What I'd expect from this price point and design brief.

Rate the light for battery life. How long did it last? How long did it take to recharge?
 
7/10

Sensible run times relative to 3-hour charge time.

Rate the light for performance:
 
7/10

Competent in most situations, save for long stretches of pitch black, open road.

Rate the light for durability:
 
7/10
Rate the light for weight:
 
7/10
Rate the light for value:
 
7/10

Tell us how the light performed overall when used for its designed purpose

Overall it's a decent all-rounder for the money. Modes cater for most riding contexts, although I have some reservations about the 3-lumen setting. The others command attention without being overly aggressive, and the peripheral bleed seems better than the side windows might suggest.

Tell us what you particularly liked about the light

User-friendly, sensible settings.

Tell us what you particularly disliked about the light

I'm not entirely sold on the 3-lumen setting.

Did you enjoy using the light? Yes

Would you consider buying the light? Yes, for town through to semi-rural riding.

Would you recommend the light to a friend? Generally speaking and in the above context, worth a look.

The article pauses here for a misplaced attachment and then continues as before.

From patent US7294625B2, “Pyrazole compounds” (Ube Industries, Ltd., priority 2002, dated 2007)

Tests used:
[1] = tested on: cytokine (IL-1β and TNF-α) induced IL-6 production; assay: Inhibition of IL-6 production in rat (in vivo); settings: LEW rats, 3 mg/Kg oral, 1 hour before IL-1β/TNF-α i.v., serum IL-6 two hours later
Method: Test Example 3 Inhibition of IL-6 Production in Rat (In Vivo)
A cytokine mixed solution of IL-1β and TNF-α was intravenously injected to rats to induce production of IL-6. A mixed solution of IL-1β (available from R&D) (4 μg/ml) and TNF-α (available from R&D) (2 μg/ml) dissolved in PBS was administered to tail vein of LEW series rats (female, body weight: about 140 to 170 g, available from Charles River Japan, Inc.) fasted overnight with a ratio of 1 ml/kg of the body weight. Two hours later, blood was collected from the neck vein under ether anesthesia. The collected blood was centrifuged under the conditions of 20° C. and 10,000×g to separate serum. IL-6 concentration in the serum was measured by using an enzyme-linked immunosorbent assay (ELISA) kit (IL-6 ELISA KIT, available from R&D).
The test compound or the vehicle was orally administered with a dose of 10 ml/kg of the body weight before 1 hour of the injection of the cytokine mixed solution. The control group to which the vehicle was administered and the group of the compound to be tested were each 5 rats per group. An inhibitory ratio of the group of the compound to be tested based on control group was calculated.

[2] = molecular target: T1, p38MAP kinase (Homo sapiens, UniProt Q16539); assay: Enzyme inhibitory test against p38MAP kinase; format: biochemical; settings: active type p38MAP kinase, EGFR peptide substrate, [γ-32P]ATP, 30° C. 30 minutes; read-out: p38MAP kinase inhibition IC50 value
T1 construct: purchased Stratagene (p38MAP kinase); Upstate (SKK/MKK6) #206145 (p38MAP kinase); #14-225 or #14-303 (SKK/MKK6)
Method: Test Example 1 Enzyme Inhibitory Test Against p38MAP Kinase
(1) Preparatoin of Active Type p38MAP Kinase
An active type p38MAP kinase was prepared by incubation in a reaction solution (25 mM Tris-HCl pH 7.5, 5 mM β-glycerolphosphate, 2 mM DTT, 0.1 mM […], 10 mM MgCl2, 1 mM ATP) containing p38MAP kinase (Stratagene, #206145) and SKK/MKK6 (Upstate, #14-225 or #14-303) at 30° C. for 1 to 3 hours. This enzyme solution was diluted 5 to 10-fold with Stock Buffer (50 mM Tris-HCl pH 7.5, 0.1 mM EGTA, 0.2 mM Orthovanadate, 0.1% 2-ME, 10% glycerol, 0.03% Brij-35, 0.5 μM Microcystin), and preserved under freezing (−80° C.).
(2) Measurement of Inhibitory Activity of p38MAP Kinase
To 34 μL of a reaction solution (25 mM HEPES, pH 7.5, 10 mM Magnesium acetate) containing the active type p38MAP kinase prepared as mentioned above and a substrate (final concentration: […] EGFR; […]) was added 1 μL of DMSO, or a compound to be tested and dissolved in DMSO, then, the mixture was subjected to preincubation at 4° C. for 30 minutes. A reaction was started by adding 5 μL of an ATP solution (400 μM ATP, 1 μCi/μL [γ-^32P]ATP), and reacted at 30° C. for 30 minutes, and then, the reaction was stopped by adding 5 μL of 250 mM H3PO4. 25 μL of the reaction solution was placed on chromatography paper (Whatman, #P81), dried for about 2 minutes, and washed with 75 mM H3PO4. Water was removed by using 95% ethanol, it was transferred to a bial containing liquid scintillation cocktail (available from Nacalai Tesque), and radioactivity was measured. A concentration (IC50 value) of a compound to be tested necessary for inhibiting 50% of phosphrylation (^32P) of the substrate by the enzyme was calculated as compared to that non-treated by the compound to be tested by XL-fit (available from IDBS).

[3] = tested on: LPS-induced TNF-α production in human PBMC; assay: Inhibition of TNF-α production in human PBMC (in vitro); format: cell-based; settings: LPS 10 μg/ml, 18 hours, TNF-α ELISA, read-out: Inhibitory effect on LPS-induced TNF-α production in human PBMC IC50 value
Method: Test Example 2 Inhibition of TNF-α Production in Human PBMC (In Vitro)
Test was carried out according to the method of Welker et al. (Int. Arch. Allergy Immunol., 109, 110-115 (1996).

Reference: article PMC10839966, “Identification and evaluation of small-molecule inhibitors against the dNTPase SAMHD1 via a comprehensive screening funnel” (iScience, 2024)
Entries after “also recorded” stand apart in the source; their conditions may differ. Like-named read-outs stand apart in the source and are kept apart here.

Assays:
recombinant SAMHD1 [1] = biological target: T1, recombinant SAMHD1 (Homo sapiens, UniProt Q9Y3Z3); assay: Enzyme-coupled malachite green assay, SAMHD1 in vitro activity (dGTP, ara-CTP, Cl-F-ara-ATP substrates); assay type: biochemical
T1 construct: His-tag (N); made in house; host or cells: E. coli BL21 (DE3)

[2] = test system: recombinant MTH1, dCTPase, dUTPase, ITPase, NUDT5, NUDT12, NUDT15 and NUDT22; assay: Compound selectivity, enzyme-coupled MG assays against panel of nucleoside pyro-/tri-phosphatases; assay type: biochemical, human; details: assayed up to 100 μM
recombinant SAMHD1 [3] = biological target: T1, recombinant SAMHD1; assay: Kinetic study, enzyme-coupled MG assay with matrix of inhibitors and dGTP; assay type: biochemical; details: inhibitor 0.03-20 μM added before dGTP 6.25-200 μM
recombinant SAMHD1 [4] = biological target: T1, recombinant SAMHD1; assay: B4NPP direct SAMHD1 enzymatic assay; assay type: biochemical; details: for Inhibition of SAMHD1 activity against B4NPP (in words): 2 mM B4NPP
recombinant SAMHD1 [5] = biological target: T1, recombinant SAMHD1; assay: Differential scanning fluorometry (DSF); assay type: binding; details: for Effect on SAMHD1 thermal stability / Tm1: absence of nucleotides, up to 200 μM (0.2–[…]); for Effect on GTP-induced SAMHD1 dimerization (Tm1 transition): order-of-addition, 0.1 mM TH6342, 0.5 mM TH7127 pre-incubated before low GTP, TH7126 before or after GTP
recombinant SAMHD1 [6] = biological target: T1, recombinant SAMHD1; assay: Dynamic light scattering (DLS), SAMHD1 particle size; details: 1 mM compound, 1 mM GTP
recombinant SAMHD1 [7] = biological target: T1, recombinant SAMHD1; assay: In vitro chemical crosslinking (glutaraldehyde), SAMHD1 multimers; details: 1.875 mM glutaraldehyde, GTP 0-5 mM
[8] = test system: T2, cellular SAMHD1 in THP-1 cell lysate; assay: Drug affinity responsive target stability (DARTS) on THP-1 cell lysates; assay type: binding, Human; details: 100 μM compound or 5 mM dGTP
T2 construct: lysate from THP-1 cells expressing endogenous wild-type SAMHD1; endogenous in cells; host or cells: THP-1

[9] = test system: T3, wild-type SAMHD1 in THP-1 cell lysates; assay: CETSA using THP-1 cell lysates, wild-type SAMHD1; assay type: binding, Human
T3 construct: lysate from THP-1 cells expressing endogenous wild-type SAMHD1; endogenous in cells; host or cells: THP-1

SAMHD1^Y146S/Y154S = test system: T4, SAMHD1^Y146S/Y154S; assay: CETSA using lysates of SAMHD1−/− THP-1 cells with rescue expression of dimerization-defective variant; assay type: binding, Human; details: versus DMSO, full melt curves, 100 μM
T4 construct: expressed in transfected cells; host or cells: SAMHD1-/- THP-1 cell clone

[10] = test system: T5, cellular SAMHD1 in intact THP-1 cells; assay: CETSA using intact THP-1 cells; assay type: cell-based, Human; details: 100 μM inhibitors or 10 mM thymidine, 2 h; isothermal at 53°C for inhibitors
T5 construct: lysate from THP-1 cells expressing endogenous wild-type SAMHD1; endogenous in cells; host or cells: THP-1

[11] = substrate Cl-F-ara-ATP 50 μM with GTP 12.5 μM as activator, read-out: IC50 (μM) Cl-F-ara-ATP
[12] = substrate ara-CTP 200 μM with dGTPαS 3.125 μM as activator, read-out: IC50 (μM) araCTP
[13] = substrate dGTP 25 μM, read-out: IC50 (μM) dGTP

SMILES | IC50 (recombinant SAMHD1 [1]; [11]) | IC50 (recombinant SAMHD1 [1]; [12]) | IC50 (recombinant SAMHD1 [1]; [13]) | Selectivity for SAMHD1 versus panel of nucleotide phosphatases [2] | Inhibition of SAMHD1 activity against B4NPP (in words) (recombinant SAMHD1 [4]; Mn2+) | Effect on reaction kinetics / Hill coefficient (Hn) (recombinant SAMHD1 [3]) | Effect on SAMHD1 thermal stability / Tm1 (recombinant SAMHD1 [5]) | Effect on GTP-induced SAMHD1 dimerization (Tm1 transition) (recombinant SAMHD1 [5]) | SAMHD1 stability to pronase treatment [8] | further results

Use this box to explain your score

It's a nicely engineered and well-thought-out unit for general riding.

Overall rating: 7/10

About the tester

Age: 43  Height: 1m 81cm  Weight: 70kg

I usually ride: Rough Stuff Tourer Based around 4130 Univega mtb Frameset  My best bike is: 1955 Holdsworth Road Path and several others including cross & traditional road

I've been riding for: Over 20 years  I ride: Most days  I would class myself as: Experienced

I regularly do the following types of riding: cyclo-cross, commuting, touring, fixed/singlespeed, mountain biking

Shaun Audane is a freelance writer/product tester with over twenty-eight years riding experience, the last twelve (120,000 miles) spent putting bikes and kit through their paces for a variety of publications. Previous generations of his family worked at manufacturing's sharp end, thus Shaun can weld, has a sound understanding of frame building practice and a preference for steel or titanium framesets.
Citing Richard Ballantine and an Au pair as his earliest cycling influences, he is presently writing a cycling book with particular focus upon women, families and disabled audiences (Having been a registered care manager and coached children at Herne Hill Velodrome in earlier careers)

3 comments

Avatar
matthewn5 [1201 posts] 9 months ago
1 like

Just about every normal seatpost in the world is at around 73 degrees angle.* Surely a major failing of this design is that it doesn't have an angle on the back? So this light ends up facing 17 degrees downwards... instead of vertical. How sensible is that?

 

*OK, I know there are exceptions.

Avatar
DA69 [16 posts] 9 months ago
0 likes

Does it have the detachable USB plug on the end? I've lost a few of these (on strip drives) as they're not secured when mounted!

Avatar
HLaB [233 posts] 8 months ago
0 likes

I liked the strip drive for initial performance and this looks but in its 2nd winter the strip started to struggle to hold battery has the battery been addrssed in this unit ?